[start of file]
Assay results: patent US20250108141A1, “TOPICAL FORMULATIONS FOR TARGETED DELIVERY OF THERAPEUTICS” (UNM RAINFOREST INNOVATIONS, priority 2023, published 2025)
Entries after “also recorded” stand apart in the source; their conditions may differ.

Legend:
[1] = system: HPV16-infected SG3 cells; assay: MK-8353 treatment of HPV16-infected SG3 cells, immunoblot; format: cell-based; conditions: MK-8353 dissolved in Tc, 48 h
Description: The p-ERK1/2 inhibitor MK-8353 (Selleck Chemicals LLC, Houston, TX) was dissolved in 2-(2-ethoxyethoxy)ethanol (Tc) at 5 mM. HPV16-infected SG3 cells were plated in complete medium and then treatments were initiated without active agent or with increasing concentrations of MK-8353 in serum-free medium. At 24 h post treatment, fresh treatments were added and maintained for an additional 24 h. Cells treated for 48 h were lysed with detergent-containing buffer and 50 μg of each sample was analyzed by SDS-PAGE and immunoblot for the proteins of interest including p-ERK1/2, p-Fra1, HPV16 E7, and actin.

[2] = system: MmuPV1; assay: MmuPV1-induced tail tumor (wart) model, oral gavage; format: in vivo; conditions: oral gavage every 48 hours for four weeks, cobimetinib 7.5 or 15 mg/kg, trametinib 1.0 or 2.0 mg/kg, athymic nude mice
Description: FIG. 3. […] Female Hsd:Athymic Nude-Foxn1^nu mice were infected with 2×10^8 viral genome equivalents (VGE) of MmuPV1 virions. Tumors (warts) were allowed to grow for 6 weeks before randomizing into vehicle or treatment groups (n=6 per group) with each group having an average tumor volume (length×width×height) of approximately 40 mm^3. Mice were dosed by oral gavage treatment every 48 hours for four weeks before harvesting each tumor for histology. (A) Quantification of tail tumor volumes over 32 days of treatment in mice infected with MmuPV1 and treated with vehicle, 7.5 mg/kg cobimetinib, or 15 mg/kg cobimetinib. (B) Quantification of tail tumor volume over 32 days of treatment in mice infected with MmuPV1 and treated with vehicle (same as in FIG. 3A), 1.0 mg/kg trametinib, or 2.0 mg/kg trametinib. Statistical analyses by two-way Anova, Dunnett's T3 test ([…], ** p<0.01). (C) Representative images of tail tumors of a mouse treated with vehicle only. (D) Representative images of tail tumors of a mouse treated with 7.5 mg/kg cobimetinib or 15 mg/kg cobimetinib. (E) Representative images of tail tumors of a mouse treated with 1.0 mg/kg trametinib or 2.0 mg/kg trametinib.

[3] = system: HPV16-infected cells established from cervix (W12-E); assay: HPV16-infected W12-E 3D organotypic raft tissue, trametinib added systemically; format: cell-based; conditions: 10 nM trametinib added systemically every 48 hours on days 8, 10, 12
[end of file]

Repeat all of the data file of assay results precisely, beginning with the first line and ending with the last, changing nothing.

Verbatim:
Assay results: patent US20250108141A1, “TOPICAL FORMULATIONS FOR TARGETED DELIVERY OF THERAPEUTICS” (UNM RAINFOREST INNOVATIONS, priority 2023, published 2025)
Entries after “also recorded” stand apart in the source; their conditions may differ.

Legend:
[1] = system: HPV16-infected SG3 cells; assay: MK-8353 treatment of HPV16-infected SG3 cells, immunoblot; format: cell-based; conditions: MK-8353 dissolved in Tc, 48 h
Description: The p-ERK1/2 inhibitor MK-8353 (Selleck Chemicals LLC, Houston, TX) was dissolved in 2-(2-ethoxyethoxy)ethanol (Tc) at 5 mM. HPV16-infected SG3 cells were plated in complete medium and then treatments were initiated without active agent or with increasing concentrations of MK-8353 in serum-free medium. At 24 h post treatment, fresh treatments were added and maintained for an additional 24 h. Cells treated for 48 h were lysed with detergent-containing buffer and 50 μg of each sample was analyzed by SDS-PAGE and immunoblot for the proteins of interest including p-ERK1/2, p-Fra1, HPV16 E7, and actin.

[2] = system: MmuPV1; assay: MmuPV1-induced tail tumor (wart) model, oral gavage; format: in vivo; conditions: oral gavage every 48 hours for four weeks, cobimetinib 7.5 or 15 mg/kg, trametinib 1.0 or 2.0 mg/kg, athymic nude mice
Description: FIG. 3. […] Female Hsd:Athymic Nude-Foxn1^nu mice were infected with 2×10^8 viral genome equivalents (VGE) of MmuPV1 virions. Tumors (warts) were allowed to grow for 6 weeks before randomizing into vehicle or treatment groups (n=6 per group) with each group having an average tumor volume (length×width×height) of approximately 40 mm^3. Mice were dosed by oral gavage treatment every 48 hours for four weeks before harvesting each tumor for histology. (A) Quantification of tail tumor volumes over 32 days of treatment in mice infected with MmuPV1 and treated with vehicle, 7.5 mg/kg cobimetinib, or 15 mg/kg cobimetinib. (B) Quantification of tail tumor volume over 32 days of treatment in mice infected with MmuPV1 and treated with vehicle (same as in FIG. 3A), 1.0 mg/kg trametinib, or 2.0 mg/kg trametinib. Statistical analyses by two-way Anova, Dunnett's T3 test ([…], ** p<0.01). (C) Representative images of tail tumors of a mouse treated with vehicle only. (D) Representative images of tail tumors of a mouse treated with 7.5 mg/kg cobimetinib or 15 mg/kg cobimetinib. (E) Representative images of tail tumors of a mouse treated with 1.0 mg/kg trametinib or 2.0 mg/kg trametinib.

[3] = system: HPV16-infected cells established from cervix (W12-E); assay: HPV16-infected W12-E 3D organotypic raft tissue, trametinib added systemically; format: cell-based; conditions: 10 nM trametinib added systemically every 48 hours on days 8, 10, 12